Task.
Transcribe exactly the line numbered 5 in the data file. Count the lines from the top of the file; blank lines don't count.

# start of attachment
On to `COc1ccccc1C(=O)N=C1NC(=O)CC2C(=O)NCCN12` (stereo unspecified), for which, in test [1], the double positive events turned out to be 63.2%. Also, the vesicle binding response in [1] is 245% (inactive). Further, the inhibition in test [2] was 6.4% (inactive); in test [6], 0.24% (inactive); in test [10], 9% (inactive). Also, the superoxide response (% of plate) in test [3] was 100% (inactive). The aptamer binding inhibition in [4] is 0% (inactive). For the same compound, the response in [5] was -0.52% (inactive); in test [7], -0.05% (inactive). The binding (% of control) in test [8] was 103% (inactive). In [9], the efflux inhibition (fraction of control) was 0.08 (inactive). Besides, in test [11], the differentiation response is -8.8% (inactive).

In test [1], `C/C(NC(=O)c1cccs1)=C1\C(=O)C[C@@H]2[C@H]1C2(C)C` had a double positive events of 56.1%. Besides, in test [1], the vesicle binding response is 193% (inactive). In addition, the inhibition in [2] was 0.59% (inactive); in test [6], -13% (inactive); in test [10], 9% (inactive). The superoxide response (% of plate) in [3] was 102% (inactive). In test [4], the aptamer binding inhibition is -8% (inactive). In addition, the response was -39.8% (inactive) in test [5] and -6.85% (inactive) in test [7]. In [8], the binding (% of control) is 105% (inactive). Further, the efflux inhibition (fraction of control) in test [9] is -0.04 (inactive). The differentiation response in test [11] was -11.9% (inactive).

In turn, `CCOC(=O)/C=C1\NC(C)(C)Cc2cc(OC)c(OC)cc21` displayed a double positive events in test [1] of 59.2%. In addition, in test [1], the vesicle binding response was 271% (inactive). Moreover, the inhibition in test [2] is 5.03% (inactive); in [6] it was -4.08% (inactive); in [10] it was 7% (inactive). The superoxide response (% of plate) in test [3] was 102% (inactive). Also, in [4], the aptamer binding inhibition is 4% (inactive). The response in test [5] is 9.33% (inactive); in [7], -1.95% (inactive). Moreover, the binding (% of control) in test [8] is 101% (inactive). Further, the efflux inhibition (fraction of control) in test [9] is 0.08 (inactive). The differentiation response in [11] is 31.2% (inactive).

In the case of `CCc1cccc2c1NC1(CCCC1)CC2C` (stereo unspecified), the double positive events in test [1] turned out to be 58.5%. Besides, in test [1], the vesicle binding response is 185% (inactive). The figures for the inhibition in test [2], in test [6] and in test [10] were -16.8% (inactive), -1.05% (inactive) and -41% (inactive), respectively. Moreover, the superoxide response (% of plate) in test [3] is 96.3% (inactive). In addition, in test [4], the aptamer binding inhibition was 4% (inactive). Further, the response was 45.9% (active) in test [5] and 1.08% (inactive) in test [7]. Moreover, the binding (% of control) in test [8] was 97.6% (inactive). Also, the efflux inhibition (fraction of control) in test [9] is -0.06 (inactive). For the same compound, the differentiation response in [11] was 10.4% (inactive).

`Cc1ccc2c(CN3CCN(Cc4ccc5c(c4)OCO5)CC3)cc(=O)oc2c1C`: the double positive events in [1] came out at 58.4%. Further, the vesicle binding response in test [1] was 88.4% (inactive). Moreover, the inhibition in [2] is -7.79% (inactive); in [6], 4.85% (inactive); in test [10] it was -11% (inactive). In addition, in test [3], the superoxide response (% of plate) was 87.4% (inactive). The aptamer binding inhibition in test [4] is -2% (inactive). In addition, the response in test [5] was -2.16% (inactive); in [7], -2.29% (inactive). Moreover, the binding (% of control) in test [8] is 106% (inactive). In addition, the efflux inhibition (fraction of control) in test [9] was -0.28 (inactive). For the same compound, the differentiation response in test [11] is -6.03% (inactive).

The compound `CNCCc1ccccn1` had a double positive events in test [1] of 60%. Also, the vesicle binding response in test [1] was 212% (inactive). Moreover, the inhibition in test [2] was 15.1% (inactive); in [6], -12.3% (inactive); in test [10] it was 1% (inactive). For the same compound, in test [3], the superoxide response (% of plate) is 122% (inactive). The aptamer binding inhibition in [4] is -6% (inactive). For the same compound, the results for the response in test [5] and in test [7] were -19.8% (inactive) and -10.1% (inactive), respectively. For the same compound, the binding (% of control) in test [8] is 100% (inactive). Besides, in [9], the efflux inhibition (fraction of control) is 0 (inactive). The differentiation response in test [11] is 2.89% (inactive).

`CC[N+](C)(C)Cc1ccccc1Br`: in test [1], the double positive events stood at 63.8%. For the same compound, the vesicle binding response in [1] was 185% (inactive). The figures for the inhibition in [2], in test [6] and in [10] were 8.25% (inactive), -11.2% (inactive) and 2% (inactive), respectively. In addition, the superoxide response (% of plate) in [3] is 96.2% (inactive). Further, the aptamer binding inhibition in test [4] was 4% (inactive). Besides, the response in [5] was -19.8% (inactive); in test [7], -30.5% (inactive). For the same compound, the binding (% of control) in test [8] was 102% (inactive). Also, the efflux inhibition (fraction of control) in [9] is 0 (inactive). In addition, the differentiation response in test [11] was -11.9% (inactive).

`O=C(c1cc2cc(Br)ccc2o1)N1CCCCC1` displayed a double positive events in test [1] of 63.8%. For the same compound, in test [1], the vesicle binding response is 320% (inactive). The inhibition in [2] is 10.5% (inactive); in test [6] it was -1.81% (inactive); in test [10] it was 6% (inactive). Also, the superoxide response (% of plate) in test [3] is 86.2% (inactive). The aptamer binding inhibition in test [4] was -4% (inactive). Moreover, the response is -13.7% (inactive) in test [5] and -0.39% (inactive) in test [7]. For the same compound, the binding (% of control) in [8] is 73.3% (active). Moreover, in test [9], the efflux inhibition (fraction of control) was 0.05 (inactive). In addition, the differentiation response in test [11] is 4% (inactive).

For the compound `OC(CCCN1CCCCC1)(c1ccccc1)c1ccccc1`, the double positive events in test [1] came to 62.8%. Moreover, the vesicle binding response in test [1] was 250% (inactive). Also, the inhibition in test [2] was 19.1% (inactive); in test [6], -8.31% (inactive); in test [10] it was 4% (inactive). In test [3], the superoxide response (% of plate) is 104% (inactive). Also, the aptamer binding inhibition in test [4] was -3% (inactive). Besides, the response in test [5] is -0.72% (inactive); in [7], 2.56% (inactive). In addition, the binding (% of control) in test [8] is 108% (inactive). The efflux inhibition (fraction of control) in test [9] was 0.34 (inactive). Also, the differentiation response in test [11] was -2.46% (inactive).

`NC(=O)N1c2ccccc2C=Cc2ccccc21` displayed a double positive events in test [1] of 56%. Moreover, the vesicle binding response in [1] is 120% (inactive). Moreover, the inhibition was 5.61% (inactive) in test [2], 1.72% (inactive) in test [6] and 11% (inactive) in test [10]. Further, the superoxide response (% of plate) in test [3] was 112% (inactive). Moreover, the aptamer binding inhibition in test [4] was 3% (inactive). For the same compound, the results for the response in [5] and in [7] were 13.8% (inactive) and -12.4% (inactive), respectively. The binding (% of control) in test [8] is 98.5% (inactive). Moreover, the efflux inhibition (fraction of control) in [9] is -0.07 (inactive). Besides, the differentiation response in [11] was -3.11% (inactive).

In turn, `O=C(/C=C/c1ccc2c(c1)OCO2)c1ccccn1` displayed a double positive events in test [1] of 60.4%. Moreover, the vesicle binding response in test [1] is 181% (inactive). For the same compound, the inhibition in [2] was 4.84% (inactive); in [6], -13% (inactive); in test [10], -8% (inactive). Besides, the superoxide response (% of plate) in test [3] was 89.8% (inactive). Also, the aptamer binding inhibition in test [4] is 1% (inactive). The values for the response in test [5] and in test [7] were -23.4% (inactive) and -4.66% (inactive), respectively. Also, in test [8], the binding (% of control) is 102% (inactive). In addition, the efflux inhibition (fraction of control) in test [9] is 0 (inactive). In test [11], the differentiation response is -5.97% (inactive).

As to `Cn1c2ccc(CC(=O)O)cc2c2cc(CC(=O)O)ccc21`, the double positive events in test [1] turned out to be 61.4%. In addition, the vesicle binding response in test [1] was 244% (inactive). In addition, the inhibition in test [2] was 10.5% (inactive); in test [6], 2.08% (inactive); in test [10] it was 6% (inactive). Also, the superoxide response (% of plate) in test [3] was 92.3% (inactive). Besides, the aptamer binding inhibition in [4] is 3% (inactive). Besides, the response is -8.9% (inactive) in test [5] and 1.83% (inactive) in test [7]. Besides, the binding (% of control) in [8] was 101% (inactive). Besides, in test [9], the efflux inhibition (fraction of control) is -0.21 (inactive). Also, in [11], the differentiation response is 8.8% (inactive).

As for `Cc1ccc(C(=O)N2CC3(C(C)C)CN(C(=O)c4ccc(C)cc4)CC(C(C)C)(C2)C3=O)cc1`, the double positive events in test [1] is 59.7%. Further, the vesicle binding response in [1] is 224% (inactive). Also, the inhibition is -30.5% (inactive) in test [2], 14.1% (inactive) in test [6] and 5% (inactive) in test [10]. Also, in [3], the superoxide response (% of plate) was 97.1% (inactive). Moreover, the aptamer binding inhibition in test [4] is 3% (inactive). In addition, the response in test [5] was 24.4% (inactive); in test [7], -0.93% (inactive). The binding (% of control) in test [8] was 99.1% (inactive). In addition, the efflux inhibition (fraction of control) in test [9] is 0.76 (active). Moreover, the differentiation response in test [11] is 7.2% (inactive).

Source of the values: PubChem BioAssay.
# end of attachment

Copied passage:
`Cc1ccc2c(CN3CCN(Cc4ccc5c(c4)OCO5)CC3)cc(=O)oc2c1C`: the double positive events in [1] came out at 58.4%. Further, the vesicle binding response in test [1] was 88.4% (inactive). Moreover, the inhibition in [2] is -7.79% (inactive); in [6], 4.85% (inactive); in test [10] it was -11% (inactive). In addition, in test [3], the superoxide response (% of plate) was 87.4% (inactive). The aptamer binding inhibition in test [4] is -2% (inactive). In addition, the response in test [5] was -2.16% (inactive); in [7], -2.29% (inactive). Moreover, the binding (% of control) in test [8] is 106% (inactive). In addition, the efflux inhibition (fraction of control) in test [9] was -0.28 (inactive). For the same compound, the differentiation response in test [11] is -6.03% (inactive).